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Please post your thoughts ideas or anything you may come up with. I would be very interested to see what anybody else is thinking.


The Overall Problem


When I install a simple Java application (that I wrote) to run on boot (in the background) through /etc/init.d/, it works on the liveUSB that I explicitly install it on. When I make a copy of that stick, it never boots successfully. When booting the liveUSB copy the Java application will always hang when the liveUSB boot process reaches my script. My script, which does do exactly what it is supposed to do, even every 5 minutes and will continue running forever until you power down the machine.

  1. My script is blocking everything else
  2. Nothing loads beyond my script
  3. You cannot cancel my script
  4. There is no GUI
  5. The only text you can see is the command line output from my script

Setup & Test - Everything goes well :)


I have a Linux liveUSB with 3 partitions. Simple standard Xubuntu image is loaded.

  • sda1 > 2gb stoage
  • sda2 > 2gb system
  • sda3 > remaining gb for casper

I have created a simple Java application that runs in the background on start up. To get this far, I followed these steps:

  1. Compiled java application into classes
  2. Placed class files in /home/user/folder/
  3. Copied my startup.sh script into /etc/init.d/
  4. While inside /etc/init.d/
    • Typed "update-rc.d startup.sh start 20 2 5 . stop 20 0 1 6 ."
    • This updated run levels successfully
  5. Now I can restart / reboot / shutdown whatever operation and everything runs perfectly!

The Copy - Here's where it gets tricky!


When creating a copy of this stick, I follow these steps:

  1. Mount sda2
    • copy everything from that folder to /home/user/Desktop/tmp-system/
  2. Mount sda3
    • copy everything from that folder to /home/user/Desktop/tmp-casper/
  3. Go into /home/user/Desktop/tmp-system/
    • Type "tar -cvf system.tar ."
  4. Go into /home/user/Desktop/tmp-casper/
    • Type "tar -cvf casper.tar ."
  5. Umount
    • sda2
    • sda3
  6. Plug in empty USB (sdb for example)
    • Set up partitions (Same as the stick you are copying from)
    • Untar into partitions
      • tar -xvf system.tar ... into sdb2
      • tar -xvf casper.tar ... into sdb3

Testing - Here's where everything goes wrong!


  1. Plug in newly created liveUSB into a computer
  2. Boot from USB
  3. Everything starts to boot fine
  4. Java application that I wrote gets triggered
    • Boot process hangs forever
    • No cmd prompt available
    • NO GUI available
    • It is as if the thread is running (and it is! The output can be viewed every 5 minutes - which is exactly the way it should be)

Solution Attempts & Gotchas


1

I can mount the copied liveUSB, edit the startup.sh to not start my Java application and it will still not boot (just as I suspected?).


2

If I use "dd if=sda of=sdb" the copy of the liveUSB will work perfectly fine. However this is not an acceptable solution. If I were to copy a 16gb stick with dd to a 64gb stick, that would turn the 64gb stick into a 16gb. It would also make it much more difficult to change the values that need to be changed in each partition.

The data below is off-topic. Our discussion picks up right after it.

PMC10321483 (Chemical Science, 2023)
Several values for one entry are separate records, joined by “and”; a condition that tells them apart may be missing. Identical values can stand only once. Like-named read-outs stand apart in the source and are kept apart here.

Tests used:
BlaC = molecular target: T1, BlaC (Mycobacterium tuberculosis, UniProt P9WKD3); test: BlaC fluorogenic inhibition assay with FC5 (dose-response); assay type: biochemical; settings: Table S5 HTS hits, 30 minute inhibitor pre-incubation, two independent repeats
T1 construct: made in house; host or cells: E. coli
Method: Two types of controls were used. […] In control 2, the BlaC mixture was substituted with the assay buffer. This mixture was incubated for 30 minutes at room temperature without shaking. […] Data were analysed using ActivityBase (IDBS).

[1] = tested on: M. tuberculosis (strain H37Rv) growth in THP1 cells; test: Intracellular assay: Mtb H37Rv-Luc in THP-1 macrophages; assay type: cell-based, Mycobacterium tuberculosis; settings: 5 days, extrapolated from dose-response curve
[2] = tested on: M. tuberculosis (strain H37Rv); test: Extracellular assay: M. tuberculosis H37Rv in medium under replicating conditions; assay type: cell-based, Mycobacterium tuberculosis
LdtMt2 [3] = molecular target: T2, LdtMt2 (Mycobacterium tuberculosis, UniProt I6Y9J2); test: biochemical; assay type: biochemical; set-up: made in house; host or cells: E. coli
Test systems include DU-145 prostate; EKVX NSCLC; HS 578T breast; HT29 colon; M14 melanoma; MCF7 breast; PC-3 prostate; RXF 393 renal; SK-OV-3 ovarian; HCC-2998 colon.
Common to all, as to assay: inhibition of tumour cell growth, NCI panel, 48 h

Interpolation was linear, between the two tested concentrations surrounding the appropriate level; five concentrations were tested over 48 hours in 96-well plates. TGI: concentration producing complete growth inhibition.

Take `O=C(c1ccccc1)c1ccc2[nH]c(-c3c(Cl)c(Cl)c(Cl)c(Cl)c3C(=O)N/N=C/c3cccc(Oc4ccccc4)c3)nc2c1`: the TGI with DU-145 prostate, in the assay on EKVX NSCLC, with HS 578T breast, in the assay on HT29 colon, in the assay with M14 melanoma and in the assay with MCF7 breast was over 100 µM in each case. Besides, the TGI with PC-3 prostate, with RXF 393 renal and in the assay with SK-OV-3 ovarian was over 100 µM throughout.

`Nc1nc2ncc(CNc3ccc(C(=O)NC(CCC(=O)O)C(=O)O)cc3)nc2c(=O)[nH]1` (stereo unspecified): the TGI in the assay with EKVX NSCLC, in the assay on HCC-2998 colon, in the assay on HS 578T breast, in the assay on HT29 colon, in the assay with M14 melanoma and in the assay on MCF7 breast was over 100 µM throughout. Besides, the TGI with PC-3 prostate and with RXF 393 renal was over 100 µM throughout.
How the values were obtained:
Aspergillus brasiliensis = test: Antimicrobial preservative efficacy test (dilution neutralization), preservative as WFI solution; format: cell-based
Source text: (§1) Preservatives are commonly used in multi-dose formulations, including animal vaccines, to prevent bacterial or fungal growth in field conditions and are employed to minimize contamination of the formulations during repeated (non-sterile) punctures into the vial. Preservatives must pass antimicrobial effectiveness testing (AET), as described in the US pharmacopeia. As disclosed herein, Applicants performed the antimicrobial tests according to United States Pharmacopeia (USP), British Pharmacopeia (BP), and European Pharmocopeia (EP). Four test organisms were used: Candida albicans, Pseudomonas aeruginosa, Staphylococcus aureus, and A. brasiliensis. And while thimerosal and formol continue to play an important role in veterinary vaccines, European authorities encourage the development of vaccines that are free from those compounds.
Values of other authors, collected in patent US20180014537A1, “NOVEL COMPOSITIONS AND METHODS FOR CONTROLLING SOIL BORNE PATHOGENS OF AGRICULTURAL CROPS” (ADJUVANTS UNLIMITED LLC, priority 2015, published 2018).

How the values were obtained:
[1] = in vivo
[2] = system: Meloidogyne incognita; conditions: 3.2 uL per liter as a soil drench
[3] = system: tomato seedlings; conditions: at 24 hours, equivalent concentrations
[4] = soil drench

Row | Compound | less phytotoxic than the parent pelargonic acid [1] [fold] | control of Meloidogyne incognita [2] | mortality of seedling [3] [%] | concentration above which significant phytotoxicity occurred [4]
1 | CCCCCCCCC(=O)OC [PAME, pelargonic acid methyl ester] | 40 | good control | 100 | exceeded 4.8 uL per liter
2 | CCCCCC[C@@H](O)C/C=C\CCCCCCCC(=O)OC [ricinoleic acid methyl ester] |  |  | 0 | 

3

Tested many variations of startup.sh and the Java application itself. All of which produce the same error.


4

The method I am using to copy works for every other form of application, file or anything else.


5

I would also like to try and avoid using any additional libraries or programs to help run the Java application.


6

I have also mounted sda2 & sdb2 used cp to copy everything directly from one to the other, then followed the same for sda3 & sdb3. This produces the same error.


ADDITIONAL POINTS


  1. The sda3 partition is encrypted with cryptsetup
  2. There are 2 files in the system.tar (which will be sdb2, came from sda2) that will have a value changed after it has been written to the USB.
    • These two values have not caused any problems in the past and have always been changed every time a new liveUSB is created
  3. There is 1 file in the casper.tar (which will be sdb3, came from sda3) that will have a value changed after it has been written to the USB.
    • This value has not caused any problems in the past and has always been changed with every new liveUSB created.

Checksum Testing Process


Orignial liveUSB image

Working liveUSB > sda empty usb > sdb

Steps:

  1. Mount, copy & checksum sda2
    • Typed "mount /dev/sda2 /media/sda2"
    • Typed "tar -C /media/sda2 -cvf ~/Desktop/system.tar ."
    • Typed "find . -type f -exec sha1sum {} ';' > /tmp/sda2_checksum.txt"
    • Typed "umount /media/sda2"
  2. Mount, copy & checksum sda3
    • Typed "mount /dev/sda3 /media/sda3"
    • Typed "tar -C /media/sda3 -cvf ~/Desktop/casper.tar ."
    • Typed "find . -type f -exec sha1sum {} ';' > /tmp/sda3_checksum.txt"
    • Typed "umount /media/sda3"
  3. Create partitions for sdb
  4. Mount, write & checksum sdb2
    • Typed "mount /dev/sdb2 /media/sdb2"
    • Typed "tar -C /media/sdb2 -xvf ~/Desktop/system.tar"
    • Typed "find . -type f -exec sha1sum {} ';' > /tmp/sdb2_checksum.txt"
    • Typed "umount /media/sdb2"
  5. Mount, write & checksum sdb3
    • Typed "mount /dev/sdb3 /media/sdb3"
    • Typed "tar -C /media/sdb3 -xvf ~/Desktop/casper.tar"
    • Typed "find . -type f -exec sha1sum {} ';' > /tmp/sdb3_checksum.txt"
    • Typed "umount /media/sdb3"
  6. Compare checksums
    • sort /tmp/sda2_checksum.txt -o /tmp/sda2_checksum.txt.sort
    • sort /tmp/sda3_checksum.txt -o /tmp/sda3_checksum.txt.sort
    • sort /tmp/sdb2_checksum.txt -o /tmp/sdb2_checksum.txt.sort
    • sort /tmp/sdb3_checksum.txt -o /tmp/sdb3_checksum.txt.sort
  7. Results

sda2 & sdb2

Typed "diff sda2_checksum.txt.sort sdb2_checksum.txt.sort"

45d44
< 2ddf9802c9c15ac6e4575cc9de32e3530eae6b7d  ./efi/boot/grub.cfg
82d80
< 59bb2775a8e7e499e0590b7b8c2492eb250fb7d8  ./syslinux/txt.cfg
154a153
> ae6c127713e01fc5fb4a2e4e28f6bbddc6bd6af5  ./efi/boot/grub.cfg
158a158
> b78090b66b4e3fa04ca9d466ee78c9060adf744e  ./syslinux/txt.cfg

These 2 files contain 1 value in each that gets changed. Everything else is the same. The results are exactly what they should be.

sda3 & sdb3

Typed "diff sda3_checksum.txt.sort sdb3_checksum.txt.sort"

Identical - Keep in mind this is the original liveUSB image.

I will post further comparison results as I work through the next section.



NEXT STEPS - aka Action Plan

Starting from liveUSB image without the scripts that need to be run.


Step 1 - Success / Fail ?

SUCCESS - checksums match as they should


  1. Update java on liveUSB from 6 to 7
  2. Recreate tar's
  3. Create new liveUSB from tar's
  4. Test liveUSB

Step 2 - Success / Fail ?

SUCCESS - checksums match as they should


  1. Create /home/user/folder/